Biochemistry | Molecular Biology
The emergence of Staphylococcus aureus related illnesses is posing an alarmingly dangerous lifestyle for individuals with compromised immune systems. The increasing resistance of bacterial strains and microorganisms to conventional antibiotics and treatments is a serious problem that has alerted scientists to identify new approaches to prevent their emergence. Essential oils contain properties that are capable of inhibiting or slowing the growth of bacteria. The combination of antibiotics and essential oils are representing a new development in combating antibiotic resistance. The aim of this study was to investigate the efficacy of essential oils and penicillin in decreasing the viability of S. aureus. The disk diffusion assay was utilized to examine the effects of penicillin and the essential oils, lavender and tea tree oil, individually and in combination. All the treatments decreased S. aureus viability to different extents, by exhibiting moderate zones of inhibition. Penicillin was observed to be more potent than the essential oils. In addition, the efficacy of the combination of penicillin and the essential oils was investigated. Interestingly, the results portrayed the combinations had a lower potency than the sum of the individual treatments. The results demonstrated that the essential oils of lavender and tea tree can be used as potential antibacterial agents against S. aureus infections and penicillin in combination with essential oils has an antagonist effect.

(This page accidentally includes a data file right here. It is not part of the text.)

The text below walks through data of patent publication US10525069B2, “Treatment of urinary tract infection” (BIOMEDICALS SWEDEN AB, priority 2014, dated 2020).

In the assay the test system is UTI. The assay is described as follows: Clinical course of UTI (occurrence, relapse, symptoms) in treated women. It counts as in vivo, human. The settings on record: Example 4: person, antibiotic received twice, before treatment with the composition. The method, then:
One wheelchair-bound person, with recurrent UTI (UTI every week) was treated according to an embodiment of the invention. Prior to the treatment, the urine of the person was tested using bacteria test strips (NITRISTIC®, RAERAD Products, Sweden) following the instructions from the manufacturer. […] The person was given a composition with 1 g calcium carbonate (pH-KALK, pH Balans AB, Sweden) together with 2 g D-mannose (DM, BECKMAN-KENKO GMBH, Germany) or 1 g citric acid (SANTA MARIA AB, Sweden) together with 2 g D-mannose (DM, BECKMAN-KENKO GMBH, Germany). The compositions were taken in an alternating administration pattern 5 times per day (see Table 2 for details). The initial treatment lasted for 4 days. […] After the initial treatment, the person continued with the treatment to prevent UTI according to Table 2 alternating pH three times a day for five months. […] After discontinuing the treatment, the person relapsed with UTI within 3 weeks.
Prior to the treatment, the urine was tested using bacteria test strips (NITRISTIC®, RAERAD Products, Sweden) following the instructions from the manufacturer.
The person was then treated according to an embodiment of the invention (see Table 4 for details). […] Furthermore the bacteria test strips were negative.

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Rost, Abigail and Benitez, Jacqueline, "Identifying the Effects of Penicillin and Essential Oils on the Viability of Staphylococcus aureus" (2020). Undergraduate Research Symposium (URS). 51.